ASICS Digital
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ASICS Digital

How I use lessons from woodworking in software engineering at ASICS Digital

Circular saw cutting wood board

At ASICS Digital, we believe strongly in the ASICS founding philosophy of “Sound Mind, Sound Body.” This carries through across all levels of leadership in the emphasis placed on a strong, healthy work/life balance. And while I (like many of my amazing coworkers) absolutely could not live without running regularly (the Gel-Nimbus is perfect for me), I have found that woodworking is the activity that best counterbalances my role as Director of Software Engineering. The hands-on, physical nature of the work is the ideal opposite to the abstract world of software engineering, while still enabling me to build — which is above all my favorite thing to do.

Interestingly, over the 10-odd years since I’ve picked up the hobby, I’ve noticed some parallels between being an effective woodworker and being an effective developer and software engineering leader. These concepts have served me consistently in helping steer my teams through the various, inevitable challenges that all teams face — especially during the sorts of exciting periods of growth and evolution that ASICS Digital finds itself in today. In no particular order, the 3 biggest lessons I’ve learned about software engineering from woodworking are:

1) You must earn your tools. Woodworking is like writing code in that there are a lot of different options for constructing a piece of furniture, just as there is a digital feature, and they all exist along a continuum of both the skill and tools required to complete it. When I first began this hobby, I believed I needed ALL the tools. I had a vision for the things I wanted to build, and they often came from what I was seeing others produce on social media. Those experts were building beautiful, ornate, and complicated things using lots of different, often complex tools — so I reasoned that surrounding myself with those tools would help me build similar things. Go big or go home, right?

Unfortunately, the reality is that knowing how to use those (expensive!) tools most effectively (and safely!) requires a lot of prerequisite experience and expertise, not to mention a strong understanding of fundamentals — dimensions, measuring, materials, etc. In the hands of a novice, these powerful and complicated tools either become overwhelming and end up sitting on a shelf or get underutilized into simple machines.

If this sounds familiar, it’s because we often make the same mistakes as software engineering teams or organizations. Personalization is a great example of a vast, complex world in which there are an overwhelming number of possible tools and options to choose from and where it can feel like the first step is to go buy that ‘enterprise’ (expensive) platform other brands are using. In my experience, organizations that leap directly into those tools rarely ever successfully capitalize on their capabilities within the first few years, in the same way, that table saw I bought my first year barely saw meaningful action until I was eventually capable of using it effectively on projects that made the best use of it. And now that I use it regularly, I wish I had spent all that money on a different one! I could have made the move to the tool I needed when I was ready to use it — instead of jumping at the wrong tool without first understanding what was the best fit for me and my work.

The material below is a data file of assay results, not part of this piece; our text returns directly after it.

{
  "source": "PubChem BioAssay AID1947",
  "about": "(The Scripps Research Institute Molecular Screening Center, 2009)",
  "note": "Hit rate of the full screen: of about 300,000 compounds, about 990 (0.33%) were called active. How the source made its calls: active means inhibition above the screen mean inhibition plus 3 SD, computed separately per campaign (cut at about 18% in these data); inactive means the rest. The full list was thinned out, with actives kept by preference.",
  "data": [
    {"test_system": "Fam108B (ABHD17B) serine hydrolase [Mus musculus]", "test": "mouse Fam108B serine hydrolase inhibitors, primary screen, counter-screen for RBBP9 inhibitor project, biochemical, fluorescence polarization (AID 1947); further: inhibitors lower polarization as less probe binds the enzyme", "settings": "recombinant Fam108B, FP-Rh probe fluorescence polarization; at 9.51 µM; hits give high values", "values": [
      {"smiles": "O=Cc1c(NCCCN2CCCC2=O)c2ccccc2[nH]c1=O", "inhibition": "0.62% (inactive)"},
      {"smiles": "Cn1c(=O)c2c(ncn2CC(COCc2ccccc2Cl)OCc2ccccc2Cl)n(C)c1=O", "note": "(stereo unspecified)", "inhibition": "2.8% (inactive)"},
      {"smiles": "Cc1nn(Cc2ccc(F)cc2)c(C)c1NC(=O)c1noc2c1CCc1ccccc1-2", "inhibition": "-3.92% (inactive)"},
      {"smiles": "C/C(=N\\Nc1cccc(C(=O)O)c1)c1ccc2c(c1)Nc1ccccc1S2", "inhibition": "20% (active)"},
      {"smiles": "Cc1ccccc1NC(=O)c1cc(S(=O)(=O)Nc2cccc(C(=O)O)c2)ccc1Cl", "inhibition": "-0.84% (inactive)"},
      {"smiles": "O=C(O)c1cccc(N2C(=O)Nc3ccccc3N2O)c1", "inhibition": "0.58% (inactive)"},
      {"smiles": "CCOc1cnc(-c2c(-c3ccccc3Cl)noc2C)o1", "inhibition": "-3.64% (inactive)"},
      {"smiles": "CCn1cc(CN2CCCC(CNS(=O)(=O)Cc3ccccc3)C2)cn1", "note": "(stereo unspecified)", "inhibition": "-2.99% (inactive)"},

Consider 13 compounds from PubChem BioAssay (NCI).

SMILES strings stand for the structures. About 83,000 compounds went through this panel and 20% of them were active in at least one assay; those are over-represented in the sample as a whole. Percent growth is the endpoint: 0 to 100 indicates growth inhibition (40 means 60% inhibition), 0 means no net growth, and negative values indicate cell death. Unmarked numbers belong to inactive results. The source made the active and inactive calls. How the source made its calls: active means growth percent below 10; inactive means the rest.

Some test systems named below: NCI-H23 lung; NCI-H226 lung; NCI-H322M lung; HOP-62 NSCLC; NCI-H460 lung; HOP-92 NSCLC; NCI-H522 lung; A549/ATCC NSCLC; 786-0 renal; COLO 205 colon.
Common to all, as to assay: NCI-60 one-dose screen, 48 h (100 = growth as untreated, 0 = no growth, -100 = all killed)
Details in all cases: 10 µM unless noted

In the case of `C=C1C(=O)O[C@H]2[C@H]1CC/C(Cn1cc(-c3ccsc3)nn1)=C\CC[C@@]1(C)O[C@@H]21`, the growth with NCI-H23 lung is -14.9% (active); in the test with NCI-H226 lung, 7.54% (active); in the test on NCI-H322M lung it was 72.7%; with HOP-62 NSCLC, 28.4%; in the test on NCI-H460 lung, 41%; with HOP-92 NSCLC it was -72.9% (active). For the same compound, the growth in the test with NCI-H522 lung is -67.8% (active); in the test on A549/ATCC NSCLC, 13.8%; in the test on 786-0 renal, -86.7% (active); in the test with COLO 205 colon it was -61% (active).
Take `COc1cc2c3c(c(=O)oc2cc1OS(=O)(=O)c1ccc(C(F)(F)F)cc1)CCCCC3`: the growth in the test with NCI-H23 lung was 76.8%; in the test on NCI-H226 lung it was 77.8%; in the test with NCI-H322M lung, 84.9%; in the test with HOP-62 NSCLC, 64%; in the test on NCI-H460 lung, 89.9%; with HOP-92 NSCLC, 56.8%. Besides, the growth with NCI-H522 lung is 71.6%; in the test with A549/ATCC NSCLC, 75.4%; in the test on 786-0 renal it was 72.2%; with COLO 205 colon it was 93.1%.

At ASICS Digital, we are on an exciting journey within the vast world of eCommerce, where we are highly committed to our pursuit of producing exactly the sort of digital experiences that all others will look to emulate. To get there we are focused on building the sort of internal expertise, one tool at a time, that will get us to that point- and beyond.

2) Take the time to build jigs. In woodworking, a jig is a sort of tool within a tool. If, for example, you are building a dining room table out of a beautiful but expensive wood like maple and need to cut a nice taper into your table legs, you have two options: [1] You could white-knuckle your way through cutting each one freehand, which is almost certainly going to result in visible differences between each leg or [2] You could build a jig that holds each leg in a stable, fixed position, allowing you to confidently make the exact same cut for all four pieces. Bigger picture, if you build the jig in the right way, it becomes something you can re-use in future projects, becoming a huge time-saver. The choice seems obvious but here’s the thing; You must invest time and effort to build the jig. And while you’re building it, which will require its own planning, materials, measurements, cutting, and assembling the pieces, you are for all intents and purposes not building the table. Do you see where I’m going with this?